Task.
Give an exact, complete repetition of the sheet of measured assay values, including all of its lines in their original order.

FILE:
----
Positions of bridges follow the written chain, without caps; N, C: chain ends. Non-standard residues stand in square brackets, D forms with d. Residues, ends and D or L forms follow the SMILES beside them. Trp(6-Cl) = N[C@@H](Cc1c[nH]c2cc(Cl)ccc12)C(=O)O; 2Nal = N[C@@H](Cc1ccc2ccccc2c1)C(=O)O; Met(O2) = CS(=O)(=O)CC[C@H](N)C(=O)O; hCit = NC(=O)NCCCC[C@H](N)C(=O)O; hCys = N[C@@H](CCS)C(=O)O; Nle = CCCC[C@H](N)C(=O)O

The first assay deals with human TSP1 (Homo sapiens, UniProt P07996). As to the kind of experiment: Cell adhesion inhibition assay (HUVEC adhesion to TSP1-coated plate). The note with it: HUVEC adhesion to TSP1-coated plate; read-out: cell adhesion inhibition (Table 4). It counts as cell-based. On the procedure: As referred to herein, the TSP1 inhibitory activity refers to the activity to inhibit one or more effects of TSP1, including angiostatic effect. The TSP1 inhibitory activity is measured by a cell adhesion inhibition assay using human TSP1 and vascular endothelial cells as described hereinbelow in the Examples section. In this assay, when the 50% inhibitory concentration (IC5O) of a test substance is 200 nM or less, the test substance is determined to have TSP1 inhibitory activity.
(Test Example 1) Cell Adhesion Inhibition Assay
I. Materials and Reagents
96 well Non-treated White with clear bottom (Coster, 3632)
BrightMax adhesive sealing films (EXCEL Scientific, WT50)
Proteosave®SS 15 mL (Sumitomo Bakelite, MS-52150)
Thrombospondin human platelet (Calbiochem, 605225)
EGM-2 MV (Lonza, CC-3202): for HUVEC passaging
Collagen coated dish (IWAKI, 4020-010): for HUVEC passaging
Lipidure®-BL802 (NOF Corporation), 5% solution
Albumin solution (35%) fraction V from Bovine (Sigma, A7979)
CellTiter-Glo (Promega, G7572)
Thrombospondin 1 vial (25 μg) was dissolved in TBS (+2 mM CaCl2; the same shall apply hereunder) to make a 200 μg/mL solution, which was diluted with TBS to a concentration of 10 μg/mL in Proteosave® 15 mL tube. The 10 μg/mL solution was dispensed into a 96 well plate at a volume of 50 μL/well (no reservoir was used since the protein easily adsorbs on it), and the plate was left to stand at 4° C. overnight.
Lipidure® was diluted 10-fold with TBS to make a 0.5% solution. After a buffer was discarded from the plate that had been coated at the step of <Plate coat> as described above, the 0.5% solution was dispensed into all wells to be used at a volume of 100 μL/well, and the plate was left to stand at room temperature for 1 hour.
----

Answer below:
Positions of bridges follow the written chain, without caps; N, C: chain ends. Non-standard residues stand in square brackets, D forms with d. Residues, ends and D or L forms follow the SMILES beside them. Trp(6-Cl) = N[C@@H](Cc1c[nH]c2cc(Cl)ccc12)C(=O)O; 2Nal = N[C@@H](Cc1ccc2ccccc2c1)C(=O)O; Met(O2) = CS(=O)(=O)CC[C@H](N)C(=O)O; hCit = NC(=O)NCCCC[C@H](N)C(=O)O; hCys = N[C@@H](CCS)C(=O)O; Nle = CCCC[C@H](N)C(=O)O

The first assay deals with human TSP1 (Homo sapiens, UniProt P07996). As to the kind of experiment: Cell adhesion inhibition assay (HUVEC adhesion to TSP1-coated plate). The note with it: HUVEC adhesion to TSP1-coated plate; read-out: cell adhesion inhibition (Table 4). It counts as cell-based. On the procedure: As referred to herein, the TSP1 inhibitory activity refers to the activity to inhibit one or more effects of TSP1, including angiostatic effect. The TSP1 inhibitory activity is measured by a cell adhesion inhibition assay using human TSP1 and vascular endothelial cells as described hereinbelow in the Examples section. In this assay, when the 50% inhibitory concentration (IC5O) of a test substance is 200 nM or less, the test substance is determined to have TSP1 inhibitory activity.
(Test Example 1) Cell Adhesion Inhibition Assay
I. Materials and Reagents
96 well Non-treated White with clear bottom (Coster, 3632)
BrightMax adhesive sealing films (EXCEL Scientific, WT50)
Proteosave®SS 15 mL (Sumitomo Bakelite, MS-52150)
Thrombospondin human platelet (Calbiochem, 605225)
EGM-2 MV (Lonza, CC-3202): for HUVEC passaging
Collagen coated dish (IWAKI, 4020-010): for HUVEC passaging
Lipidure®-BL802 (NOF Corporation), 5% solution
Albumin solution (35%) fraction V from Bovine (Sigma, A7979)
CellTiter-Glo (Promega, G7572)
Thrombospondin 1 vial (25 μg) was dissolved in TBS (+2 mM CaCl2; the same shall apply hereunder) to make a 200 μg/mL solution, which was diluted with TBS to a concentration of 10 μg/mL in Proteosave® 15 mL tube. The 10 μg/mL solution was dispensed into a 96 well plate at a volume of 50 μL/well (no reservoir was used since the protein easily adsorbs on it), and the plate was left to stand at 4° C. overnight.
Lipidure® was diluted 10-fold with TBS to make a 0.5% solution. After a buffer was discarded from the plate that had been coated at the step of <Plate coat> as described above, the 0.5% solution was dispensed into all wells to be used at a volume of 100 μL/well, and the plate was left to stand at room temperature for 1 hour.